Book Reviews

Love Is a Revolution by Renée Watson: ARC Book Review

This is a spoiler-free review.

Love Is a Revolution by Renée Watson

Expected publication February 2nd, 2021 by Bloomsbury YA.

My rating:

Rating: 3.5 out of 5.

From New York Times bestselling and award-winning author Rene Watson comes a new YA–a love story about not only a romantic relationship but how a girl finds herself and falls in love with who she really is.

When Nala Robertson reluctantly agrees to attend an open mic night for her cousin-sister-friend Imani’s birthday, she finds herself falling in instant love with Tye Brown, the MC. He’s perfect, except… Tye is an activist and is spending the summer putting on events for the community when Nala would rather watch movies and try out the new seasonal flavors at the local creamery. In order to impress Tye, Nala tells a few tiny lies to have enough in common with him. As they spend more time together, sharing more of themselves, some of those lies get harder to keep up. As Nala falls deeper into keeping up her lies and into love, she’ll learn all the ways love is hard, and how self-love is revolutionary.

In Love Is a Revolution, plus size girls are beautiful and get the attention of the hot guys, the popular girl clique is not shallow but has strong convictions and substance, and the ultimate love story is not only about romance but about how to show radical love to the people in your life, including to yourself.

Thank you to the publisher, Bloomsbury YA, and NetGalley for providing me with an e-ARC of this book. All thoughts are my own.

I really appreciated how Love is a Revolution is a YA novel written for a YA audience. Nowadays YA encompasses such a broad range of maturity levels. So, sometimes I’ll read a YA book and it’ll include some seriously adult-like problems/contexts, and have wonder if I would actually recommend it to a young teen to read.

You can tell Watson wrote this story with a teen audience in mind. Meaning that it may not be the most mature, nuanced book, but nor does it boast to be. The characters in Love is a Revolution feel real, are realistically flawed, and read like actual teenagers. This is the sort of book I would highly recommend to young teens, as I can easily believe they’d feel themselves represented in its pages. Its main message: to love yourself and be true to yourself, is one I think a lot of teens could benefit from hearing repeatedly.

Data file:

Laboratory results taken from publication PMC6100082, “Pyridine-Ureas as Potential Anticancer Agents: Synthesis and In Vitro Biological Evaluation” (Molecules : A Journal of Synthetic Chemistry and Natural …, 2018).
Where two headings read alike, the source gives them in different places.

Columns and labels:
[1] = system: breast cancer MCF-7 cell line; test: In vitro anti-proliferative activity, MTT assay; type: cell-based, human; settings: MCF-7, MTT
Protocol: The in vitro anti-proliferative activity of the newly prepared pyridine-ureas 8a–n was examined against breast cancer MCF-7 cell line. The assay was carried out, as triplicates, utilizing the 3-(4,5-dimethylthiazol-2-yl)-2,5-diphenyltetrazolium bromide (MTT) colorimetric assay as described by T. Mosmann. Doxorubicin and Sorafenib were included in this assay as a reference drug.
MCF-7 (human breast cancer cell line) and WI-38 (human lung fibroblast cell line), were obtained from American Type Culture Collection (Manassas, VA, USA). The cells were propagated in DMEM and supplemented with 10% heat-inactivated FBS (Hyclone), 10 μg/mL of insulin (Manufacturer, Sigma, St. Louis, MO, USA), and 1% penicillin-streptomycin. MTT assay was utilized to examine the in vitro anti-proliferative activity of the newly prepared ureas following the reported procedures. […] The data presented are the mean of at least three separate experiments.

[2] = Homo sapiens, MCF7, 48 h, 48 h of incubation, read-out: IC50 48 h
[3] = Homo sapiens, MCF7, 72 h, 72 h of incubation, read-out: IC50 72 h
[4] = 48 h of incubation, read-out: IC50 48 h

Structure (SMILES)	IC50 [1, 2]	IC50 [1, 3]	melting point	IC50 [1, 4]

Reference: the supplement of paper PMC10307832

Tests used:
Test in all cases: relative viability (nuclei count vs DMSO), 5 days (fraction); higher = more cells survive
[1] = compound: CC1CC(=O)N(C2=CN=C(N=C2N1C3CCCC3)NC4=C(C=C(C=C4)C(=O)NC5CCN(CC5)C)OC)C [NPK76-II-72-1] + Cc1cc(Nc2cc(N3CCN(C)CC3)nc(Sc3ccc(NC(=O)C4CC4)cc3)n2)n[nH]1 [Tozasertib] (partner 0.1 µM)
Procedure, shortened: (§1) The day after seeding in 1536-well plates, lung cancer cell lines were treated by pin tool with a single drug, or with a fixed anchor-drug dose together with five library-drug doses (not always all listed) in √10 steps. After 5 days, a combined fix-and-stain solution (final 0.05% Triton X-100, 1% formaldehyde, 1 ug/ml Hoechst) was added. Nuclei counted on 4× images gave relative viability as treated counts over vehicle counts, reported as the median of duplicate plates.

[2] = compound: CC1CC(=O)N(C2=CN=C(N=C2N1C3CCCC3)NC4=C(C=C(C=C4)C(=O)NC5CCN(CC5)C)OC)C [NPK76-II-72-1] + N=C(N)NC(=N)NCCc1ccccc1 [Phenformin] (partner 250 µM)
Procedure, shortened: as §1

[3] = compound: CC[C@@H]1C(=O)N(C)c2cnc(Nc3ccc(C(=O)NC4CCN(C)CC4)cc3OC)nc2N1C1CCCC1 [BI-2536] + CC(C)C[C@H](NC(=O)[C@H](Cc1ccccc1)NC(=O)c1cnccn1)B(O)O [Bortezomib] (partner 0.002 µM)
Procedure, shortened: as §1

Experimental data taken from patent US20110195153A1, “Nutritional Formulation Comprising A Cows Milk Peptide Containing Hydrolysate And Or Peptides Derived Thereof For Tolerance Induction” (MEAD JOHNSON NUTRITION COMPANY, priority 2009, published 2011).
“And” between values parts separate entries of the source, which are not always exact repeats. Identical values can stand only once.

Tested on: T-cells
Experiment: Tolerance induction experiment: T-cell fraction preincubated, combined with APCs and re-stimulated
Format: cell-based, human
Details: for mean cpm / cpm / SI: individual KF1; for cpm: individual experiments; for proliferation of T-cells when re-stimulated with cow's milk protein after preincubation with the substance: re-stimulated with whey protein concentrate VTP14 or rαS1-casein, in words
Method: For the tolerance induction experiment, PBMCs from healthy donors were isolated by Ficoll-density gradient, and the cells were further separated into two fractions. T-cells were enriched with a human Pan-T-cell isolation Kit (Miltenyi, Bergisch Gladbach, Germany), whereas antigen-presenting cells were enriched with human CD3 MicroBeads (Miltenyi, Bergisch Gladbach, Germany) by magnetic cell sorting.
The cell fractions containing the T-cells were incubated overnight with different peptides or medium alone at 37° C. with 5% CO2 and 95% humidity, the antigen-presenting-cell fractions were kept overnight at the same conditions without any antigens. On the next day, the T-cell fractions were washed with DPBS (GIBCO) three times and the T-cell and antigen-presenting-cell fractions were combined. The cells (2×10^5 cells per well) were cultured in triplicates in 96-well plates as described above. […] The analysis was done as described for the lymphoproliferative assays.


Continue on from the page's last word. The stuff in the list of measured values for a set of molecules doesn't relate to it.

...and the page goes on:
I loved the representation in this book. Nala is Black, plus-sized, and proud, and I loved that. When she said, “People always think the only thing big girls cry about is our weight. I’m perfectly fine with my body,” it really resonated with me. I also enjoyed that Watson took the time to show a non-traditional mother-daughter relationship in this story.

What didn’t work for me was the consistent girl-on-girl hate, the judgemental attitude coming from the main character, and the constant lying. It just felt over the top, immature, and unnecessary. I get that the intention was for the reader to see Nala grow over time – and don’t get me wrong, I usually love a flawed character – but it just felt like too much of this story focused on her hating on other girls and pretending to be someone she was not, that the revelation at the end felt a little rushed and incomplete.

I also didn’t love the romance. It felt like Tye was trying to change who Nala was, and then with Nala lying about herself on top of that – it just didn’t work for me. I’m glad at the end Nala figured out the importance of loving herself. I just wish she could have done so a little sooner.

Have read any YA romances recently?

What did you think of them?

Let me know!

Liza is a twenty-something book blogger who spends way too much time with her nose in books and feels way too much. She loves cooking, baking, reality tv show watching and, of course, reading. She can be found most often with a cup of tea in one hand and a book in the other. Her blog, Literary Liza, features bookish content like reviews, recommendations, and author interviews.

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